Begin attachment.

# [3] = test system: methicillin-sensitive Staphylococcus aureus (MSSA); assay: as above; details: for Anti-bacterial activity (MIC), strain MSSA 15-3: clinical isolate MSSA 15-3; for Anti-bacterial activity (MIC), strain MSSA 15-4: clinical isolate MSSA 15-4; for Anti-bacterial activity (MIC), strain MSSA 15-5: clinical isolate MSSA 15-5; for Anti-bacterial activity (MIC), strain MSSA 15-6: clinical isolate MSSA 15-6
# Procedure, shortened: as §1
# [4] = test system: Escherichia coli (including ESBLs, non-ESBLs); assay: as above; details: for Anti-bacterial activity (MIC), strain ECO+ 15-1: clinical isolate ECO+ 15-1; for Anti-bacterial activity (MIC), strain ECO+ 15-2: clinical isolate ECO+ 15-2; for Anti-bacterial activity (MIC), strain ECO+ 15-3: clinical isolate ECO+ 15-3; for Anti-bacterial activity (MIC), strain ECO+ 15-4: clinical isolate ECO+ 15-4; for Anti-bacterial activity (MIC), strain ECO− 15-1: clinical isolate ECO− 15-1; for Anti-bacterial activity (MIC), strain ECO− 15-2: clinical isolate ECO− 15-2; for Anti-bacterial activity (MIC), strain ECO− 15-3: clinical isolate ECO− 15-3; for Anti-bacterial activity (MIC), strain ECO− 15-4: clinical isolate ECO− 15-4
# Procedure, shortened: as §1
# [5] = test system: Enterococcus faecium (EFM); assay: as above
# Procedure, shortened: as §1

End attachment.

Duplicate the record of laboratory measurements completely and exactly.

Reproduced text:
# [3] = test system: methicillin-sensitive Staphylococcus aureus (MSSA); assay: as above; details: for Anti-bacterial activity (MIC), strain MSSA 15-3: clinical isolate MSSA 15-3; for Anti-bacterial activity (MIC), strain MSSA 15-4: clinical isolate MSSA 15-4; for Anti-bacterial activity (MIC), strain MSSA 15-5: clinical isolate MSSA 15-5; for Anti-bacterial activity (MIC), strain MSSA 15-6: clinical isolate MSSA 15-6
# Procedure, shortened: as §1
# [4] = test system: Escherichia coli (including ESBLs, non-ESBLs); assay: as above; details: for Anti-bacterial activity (MIC), strain ECO+ 15-1: clinical isolate ECO+ 15-1; for Anti-bacterial activity (MIC), strain ECO+ 15-2: clinical isolate ECO+ 15-2; for Anti-bacterial activity (MIC), strain ECO+ 15-3: clinical isolate ECO+ 15-3; for Anti-bacterial activity (MIC), strain ECO+ 15-4: clinical isolate ECO+ 15-4; for Anti-bacterial activity (MIC), strain ECO− 15-1: clinical isolate ECO− 15-1; for Anti-bacterial activity (MIC), strain ECO− 15-2: clinical isolate ECO− 15-2; for Anti-bacterial activity (MIC), strain ECO− 15-3: clinical isolate ECO− 15-3; for Anti-bacterial activity (MIC), strain ECO− 15-4: clinical isolate ECO− 15-4
# Procedure, shortened: as §1
# [5] = test system: Enterococcus faecium (EFM); assay: as above
# Procedure, shortened: as §1